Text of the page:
Before you start wiring the boat you should be aware of several problems that can occur. If the green wire is connected to the ground on the engine block, as it should be, along with the DC ground, then it is possible for stray DC currents to exist on the metal fittings in the boat. These DC currents are not enough to cause a shock or fire hazard, or trip any breakers, but they will result in galvanic corrosion.
If you recall my discussion of how a battery works, you will remember that a battery is two dissimilar metals in an electrolyte. If you use the grounding bus and connected all the metal together and then accidentally introduce a DC electrical current, then you start the current flowing between the dissimilar metals. One of them is going to be eaten away. The number one victim is aluminum lower casings of stern drives and outboards. So, by protecting yourself and everyone on your boat from shock you have aggravated the problem of galvanic corrosion. See Corrosion On Boats. Do not under any circumstances cut the green wire, there is a solution! It is called isolation and can be done several ways.
One way of isolating the AC on the boat is a galvanic isolator. In the ABYC standards the green wire is not allowed to be broken by any device, except a galvanic isolator. The galvanic isolator prevents stray DC currents from passing through the green wire, while at the same time it will pass AC if a ground fault occurs. So, you still have ground fault protection and have now added protection against galvanic corrosion. A galvanic isolator is a small electronic device made up of diodes. It is inexpensive, but the isolator can fail and even with a monitor for the isolator you won't know it has failed. But this is better than no isolation.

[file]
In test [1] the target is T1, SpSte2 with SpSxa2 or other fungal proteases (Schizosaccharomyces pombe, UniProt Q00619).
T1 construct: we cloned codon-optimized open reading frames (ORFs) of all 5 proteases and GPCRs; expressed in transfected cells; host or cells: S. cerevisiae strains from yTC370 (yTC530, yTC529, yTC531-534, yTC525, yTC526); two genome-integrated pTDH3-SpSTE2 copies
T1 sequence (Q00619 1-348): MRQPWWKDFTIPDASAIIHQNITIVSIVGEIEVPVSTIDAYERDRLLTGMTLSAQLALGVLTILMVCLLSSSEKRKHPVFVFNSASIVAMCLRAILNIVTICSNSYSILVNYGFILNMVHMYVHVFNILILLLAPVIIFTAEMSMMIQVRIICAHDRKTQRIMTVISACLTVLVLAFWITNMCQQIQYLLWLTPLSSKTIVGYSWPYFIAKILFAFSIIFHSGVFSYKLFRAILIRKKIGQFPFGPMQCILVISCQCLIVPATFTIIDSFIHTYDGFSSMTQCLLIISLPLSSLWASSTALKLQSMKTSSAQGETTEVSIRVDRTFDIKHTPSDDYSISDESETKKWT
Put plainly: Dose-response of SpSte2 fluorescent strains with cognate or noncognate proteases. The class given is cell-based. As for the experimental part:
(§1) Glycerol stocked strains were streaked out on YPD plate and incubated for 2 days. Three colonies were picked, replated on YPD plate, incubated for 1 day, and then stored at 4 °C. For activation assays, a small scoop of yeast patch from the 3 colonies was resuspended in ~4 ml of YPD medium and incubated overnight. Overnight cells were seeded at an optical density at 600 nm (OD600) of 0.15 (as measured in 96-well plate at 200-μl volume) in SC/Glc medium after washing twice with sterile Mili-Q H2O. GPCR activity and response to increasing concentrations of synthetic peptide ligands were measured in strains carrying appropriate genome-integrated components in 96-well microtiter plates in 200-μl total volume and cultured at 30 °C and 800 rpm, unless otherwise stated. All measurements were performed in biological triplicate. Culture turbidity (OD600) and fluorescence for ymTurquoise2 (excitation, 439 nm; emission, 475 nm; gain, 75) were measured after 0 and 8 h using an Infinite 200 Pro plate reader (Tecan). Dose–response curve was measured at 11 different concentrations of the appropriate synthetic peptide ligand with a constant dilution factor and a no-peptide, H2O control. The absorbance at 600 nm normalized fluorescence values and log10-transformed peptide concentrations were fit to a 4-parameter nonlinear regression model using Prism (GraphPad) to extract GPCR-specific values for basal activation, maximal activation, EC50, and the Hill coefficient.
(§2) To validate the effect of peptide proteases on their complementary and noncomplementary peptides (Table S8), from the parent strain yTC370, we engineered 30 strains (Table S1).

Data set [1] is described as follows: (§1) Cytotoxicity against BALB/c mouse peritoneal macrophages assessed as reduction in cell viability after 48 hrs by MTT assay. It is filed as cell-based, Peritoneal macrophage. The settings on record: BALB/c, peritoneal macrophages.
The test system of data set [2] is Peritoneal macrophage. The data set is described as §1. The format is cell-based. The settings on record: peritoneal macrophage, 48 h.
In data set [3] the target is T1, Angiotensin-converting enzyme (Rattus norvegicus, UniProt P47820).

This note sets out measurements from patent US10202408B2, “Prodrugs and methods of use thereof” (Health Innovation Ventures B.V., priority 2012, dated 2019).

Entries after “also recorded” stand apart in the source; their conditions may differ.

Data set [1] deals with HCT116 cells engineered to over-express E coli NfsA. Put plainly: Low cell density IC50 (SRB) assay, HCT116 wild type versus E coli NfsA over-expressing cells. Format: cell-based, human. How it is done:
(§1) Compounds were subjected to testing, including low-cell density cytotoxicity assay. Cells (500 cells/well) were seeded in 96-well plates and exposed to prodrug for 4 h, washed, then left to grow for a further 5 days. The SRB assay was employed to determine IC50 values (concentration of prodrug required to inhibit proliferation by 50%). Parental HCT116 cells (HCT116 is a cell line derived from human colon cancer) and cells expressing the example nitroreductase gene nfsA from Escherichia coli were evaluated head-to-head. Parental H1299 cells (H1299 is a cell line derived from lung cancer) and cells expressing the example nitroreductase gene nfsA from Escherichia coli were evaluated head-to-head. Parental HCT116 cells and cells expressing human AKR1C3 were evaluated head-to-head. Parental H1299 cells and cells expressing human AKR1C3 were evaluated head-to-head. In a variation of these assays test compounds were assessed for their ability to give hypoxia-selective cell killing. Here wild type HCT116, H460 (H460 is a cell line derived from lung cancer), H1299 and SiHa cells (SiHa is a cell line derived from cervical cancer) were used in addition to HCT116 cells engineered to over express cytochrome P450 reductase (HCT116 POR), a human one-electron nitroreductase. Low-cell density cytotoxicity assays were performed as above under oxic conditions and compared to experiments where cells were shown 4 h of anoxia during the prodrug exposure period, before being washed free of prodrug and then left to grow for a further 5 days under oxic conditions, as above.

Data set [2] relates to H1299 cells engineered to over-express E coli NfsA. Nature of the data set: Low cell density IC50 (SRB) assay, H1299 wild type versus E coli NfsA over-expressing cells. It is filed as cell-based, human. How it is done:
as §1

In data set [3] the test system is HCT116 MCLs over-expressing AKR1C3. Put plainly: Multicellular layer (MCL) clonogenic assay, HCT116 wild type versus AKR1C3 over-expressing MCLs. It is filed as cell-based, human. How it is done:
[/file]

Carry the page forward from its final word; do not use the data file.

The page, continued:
A-28 Galvanic Isolators. A current version of A-28 can be purchased from ABYC.
There is another solution, but it's a more expensive. It's an isolation transformer.
Near the beginning of Basic Electricity I talked about magnetic induction. That was how we generated electricity, both DC and AC. To recap, if you pass a wire through a magnetic field it induces an electric current in the wire, and if you spin a magnet surrounded by a coil of wire, you generate electricity in the coil. If you have a coil of wire and pass AC through it, it generates an electromagnetic field around the coil. If you then place another coil of wire near the first coil, electric current is induced in the second coil. If both coils have the same number of turns around the central core, then the voltage induced in the second is the same as the first. So if the first has 120 volts, then you get 120 volts off the second coil. This is exactly how a transformer works.
The benefit is that there is no physical connection between the two coils.
So the second coil is effectively isolated from the rest of the power
grid. This principle can be used to isolate the AC circuits on a boat from
the AC circuits ashore. See
on Isolation Transformers.
Steve D'Antonio on Isolation transformers and Galvanic isolators: Steve D’Antonio is PassageMaker Magazine's Technical Editor and the VP of operations for Zimmerman Marine, a custom boatbuilder and full-service repair yard in Mathews, Virginia. Published 2006
Here is another article that compares the Galvanic Isolator and the Isolation Transformer. From SmartGauge Electronics.
Some people do not agree that DC Currents are the only cause of Galvanic Corrosion. They believe that stray AC current can also cause significant Galvanic Corrosion. There is an article by Dick Troberg that appeared in the February/March, 2007 Professional Boat Builder, Number 105 called The Other Stray Current. Unfortunatley I do not have a link to this article but you should be able to get a reprint from Professional Boat Builder. Tests that he has conducted indicate that AC current can result in galvanic corrosion.
Links to Offsite References: